Myanmar ambassador to the UK is barricaded inside his Hampstead home
Myanmar ambassador to the UK is barricaded inside his Hampstead home and supporters are sleeping with pepper spray in fear of regime loyalists breaking in to evict him
- Myanmar’s ambassador to UK has barricaded himself inside Hampstead home
- He said the embassy was ‘seized’ by a military attache in the wake of a coup
- The diplomat is currently hiding in his house with his wife, son and pet dogs
- One source said supporters were sleeping with pepper spray by their pillows
- They fear regime loyalists will break in and forcefully evict those living there
The Myanmar ambassador to the UK has barricaded himself inside his Hampstead home as regime loyalists threaten to evict him.
Kyaw Zwar Minn’s supporters are sleeping with pepper spray by their pillows after he was told to leave the north London house by tomorrow or face prosecution.
Mr Minn previously alleged the embassy was ‘seized’ by a military attache in an ‘unacceptable and disrespectful’ act against Myanmar’s people and the UK.
The diplomat – who is hiding in his house with his wife, son and two golden retrievers – has called for the release of Aung San Suu Kyi, Myanmar’s elected leader, after she was detained when the military seized power in a coup on February 1.
A source, who asked not to be named for fear of reprisals, told The Telegraph: ‘I’m sleeping with pepper spray by my bed in case the regime loyalists try to break in. We are all terrified they will try to force their way into the residence to evict the ambassador.’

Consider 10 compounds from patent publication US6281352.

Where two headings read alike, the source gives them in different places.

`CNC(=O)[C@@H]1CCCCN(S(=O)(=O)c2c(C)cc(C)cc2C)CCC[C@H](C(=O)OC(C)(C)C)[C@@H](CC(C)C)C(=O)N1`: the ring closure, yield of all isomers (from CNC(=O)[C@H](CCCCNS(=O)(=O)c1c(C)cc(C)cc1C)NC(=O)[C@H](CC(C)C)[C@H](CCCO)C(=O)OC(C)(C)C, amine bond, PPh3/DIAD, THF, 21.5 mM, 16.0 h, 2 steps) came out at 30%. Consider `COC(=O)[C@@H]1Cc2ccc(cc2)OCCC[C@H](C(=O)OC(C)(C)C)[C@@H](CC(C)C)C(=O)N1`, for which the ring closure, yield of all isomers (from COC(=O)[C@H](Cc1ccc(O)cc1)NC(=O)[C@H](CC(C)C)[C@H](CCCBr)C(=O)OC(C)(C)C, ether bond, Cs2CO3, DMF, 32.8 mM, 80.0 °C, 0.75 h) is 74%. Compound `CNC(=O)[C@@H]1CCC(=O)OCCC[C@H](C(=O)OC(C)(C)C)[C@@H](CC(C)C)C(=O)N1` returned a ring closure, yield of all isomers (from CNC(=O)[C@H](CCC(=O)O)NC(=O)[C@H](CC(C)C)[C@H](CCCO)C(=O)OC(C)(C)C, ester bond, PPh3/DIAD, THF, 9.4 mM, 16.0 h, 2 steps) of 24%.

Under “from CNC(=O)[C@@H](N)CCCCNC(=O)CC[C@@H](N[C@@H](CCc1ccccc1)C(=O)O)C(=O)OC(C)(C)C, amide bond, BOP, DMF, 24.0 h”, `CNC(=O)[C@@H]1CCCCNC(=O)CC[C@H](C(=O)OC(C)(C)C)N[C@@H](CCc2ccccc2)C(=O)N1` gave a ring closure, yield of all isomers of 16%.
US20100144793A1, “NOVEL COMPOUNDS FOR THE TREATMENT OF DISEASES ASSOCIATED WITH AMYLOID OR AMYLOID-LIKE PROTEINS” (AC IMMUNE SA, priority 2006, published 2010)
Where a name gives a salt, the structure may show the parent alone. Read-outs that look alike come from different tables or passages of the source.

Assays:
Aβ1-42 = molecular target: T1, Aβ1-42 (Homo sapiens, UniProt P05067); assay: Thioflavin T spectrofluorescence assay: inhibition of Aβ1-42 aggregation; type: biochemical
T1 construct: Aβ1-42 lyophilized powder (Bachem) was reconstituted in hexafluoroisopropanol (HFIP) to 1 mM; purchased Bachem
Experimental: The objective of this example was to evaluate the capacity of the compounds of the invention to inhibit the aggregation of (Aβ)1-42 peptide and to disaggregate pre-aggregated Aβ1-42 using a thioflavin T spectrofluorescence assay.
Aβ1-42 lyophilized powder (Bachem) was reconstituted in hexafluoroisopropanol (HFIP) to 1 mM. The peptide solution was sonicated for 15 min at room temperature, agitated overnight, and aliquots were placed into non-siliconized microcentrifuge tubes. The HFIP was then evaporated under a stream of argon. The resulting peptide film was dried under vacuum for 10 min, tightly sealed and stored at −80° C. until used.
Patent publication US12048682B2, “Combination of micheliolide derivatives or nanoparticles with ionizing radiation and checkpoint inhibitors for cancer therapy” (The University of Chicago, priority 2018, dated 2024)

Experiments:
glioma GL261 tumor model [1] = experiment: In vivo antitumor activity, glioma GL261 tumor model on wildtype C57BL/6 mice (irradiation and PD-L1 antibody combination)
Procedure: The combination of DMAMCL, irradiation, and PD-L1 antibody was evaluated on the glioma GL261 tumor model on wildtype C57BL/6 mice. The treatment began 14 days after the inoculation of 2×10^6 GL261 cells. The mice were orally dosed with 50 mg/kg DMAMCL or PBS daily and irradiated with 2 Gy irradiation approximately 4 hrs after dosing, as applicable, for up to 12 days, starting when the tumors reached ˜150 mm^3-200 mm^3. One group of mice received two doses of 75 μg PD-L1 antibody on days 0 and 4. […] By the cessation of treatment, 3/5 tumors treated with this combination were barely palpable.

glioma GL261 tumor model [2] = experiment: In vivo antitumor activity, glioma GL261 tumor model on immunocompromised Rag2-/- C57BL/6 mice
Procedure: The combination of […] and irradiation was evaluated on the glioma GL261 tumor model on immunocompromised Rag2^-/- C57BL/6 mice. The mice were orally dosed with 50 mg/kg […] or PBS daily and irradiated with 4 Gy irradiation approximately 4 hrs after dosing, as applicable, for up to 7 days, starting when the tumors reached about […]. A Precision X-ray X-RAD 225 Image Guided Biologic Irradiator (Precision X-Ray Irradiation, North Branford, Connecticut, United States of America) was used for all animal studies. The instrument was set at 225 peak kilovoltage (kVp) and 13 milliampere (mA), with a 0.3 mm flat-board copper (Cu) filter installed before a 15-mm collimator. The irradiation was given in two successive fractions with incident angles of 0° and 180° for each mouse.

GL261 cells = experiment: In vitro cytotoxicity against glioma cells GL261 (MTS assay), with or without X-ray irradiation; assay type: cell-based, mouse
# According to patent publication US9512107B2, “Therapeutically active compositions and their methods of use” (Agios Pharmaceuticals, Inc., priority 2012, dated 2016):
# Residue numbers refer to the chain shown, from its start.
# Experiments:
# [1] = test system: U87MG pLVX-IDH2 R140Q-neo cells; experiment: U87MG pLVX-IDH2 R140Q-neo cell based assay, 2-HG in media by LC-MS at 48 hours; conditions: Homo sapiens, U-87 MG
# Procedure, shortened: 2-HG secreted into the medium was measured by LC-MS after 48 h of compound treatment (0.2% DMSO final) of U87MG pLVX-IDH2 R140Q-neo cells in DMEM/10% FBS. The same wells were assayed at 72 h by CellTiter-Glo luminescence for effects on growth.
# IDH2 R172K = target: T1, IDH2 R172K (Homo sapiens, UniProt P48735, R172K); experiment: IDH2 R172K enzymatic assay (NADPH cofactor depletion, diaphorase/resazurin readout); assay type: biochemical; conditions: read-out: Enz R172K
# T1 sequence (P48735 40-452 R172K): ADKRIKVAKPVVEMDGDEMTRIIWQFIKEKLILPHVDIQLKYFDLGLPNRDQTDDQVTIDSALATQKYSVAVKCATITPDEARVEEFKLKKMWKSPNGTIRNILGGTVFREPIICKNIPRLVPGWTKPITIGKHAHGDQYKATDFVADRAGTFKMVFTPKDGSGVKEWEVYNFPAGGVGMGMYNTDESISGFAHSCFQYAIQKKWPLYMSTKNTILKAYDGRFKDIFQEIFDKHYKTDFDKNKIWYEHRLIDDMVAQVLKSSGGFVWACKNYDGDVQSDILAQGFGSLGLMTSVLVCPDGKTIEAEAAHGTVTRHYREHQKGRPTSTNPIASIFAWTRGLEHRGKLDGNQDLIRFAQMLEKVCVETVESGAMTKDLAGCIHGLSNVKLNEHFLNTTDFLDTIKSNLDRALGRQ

Kyaw Zwar Minn’s supporters are sleeping with pepper spray by their pillows after he was told to leave the house in Hampstead, north London, by tomorrow or face prosecution
Mr Minn waits outside the Myanmar embassy with his diplomatic car after being refused entry
Mr Minn said he spent the night in his car after he was locked out of the embassy in Mayfair, central London, last Wednesday, in the hope the UK Government would reinstate his access.
But two members of his former staff delivered a letter to his home on Sunday ordering him to move out by Thursday, he told The Guardian.
Britain offers safe haven to Myanmar’s ousted ambassador after his staff staged a mini-coup and locked him out of the London embassy
Britain has offered safe haven to Myanmar’s ambassador who was ousted in a mini-coup for supporting pro-democracy groups.
Nigel Adams, the UK’s Asia minister, said the government will ‘support’ Kyaw Zwar Minn and ‘ensure his safety and security’ while he remains in this country.
‘I pay tribute to [Minn’s] courage and patriotism,’ Mr Adams tweeted after the pair met in the Foreign Office last Thursday.
The meeting came just a day after Minn’s former deputy Chit Win led staff in a mutiny which saw him locked out of the country’s Mayfair embassy before spending the night asleep in his car outside.
Myanmar’s military rulers also sent official notification to the UK that his diplomatic status had been revoked for refusing to recognise their authority and continuing to support jailed leader Aung San Suu Kyi.
Minn said he had stopped obeying orders from the junta last month after he was ordered to return home for criticising them.
Asked yesterday whether he intended to return to his home country, Minn replied: ‘Do you want to see me get killed?’
Speaking to the paper, he revealed his friends and relatives at home were forced into hiding because of his actions.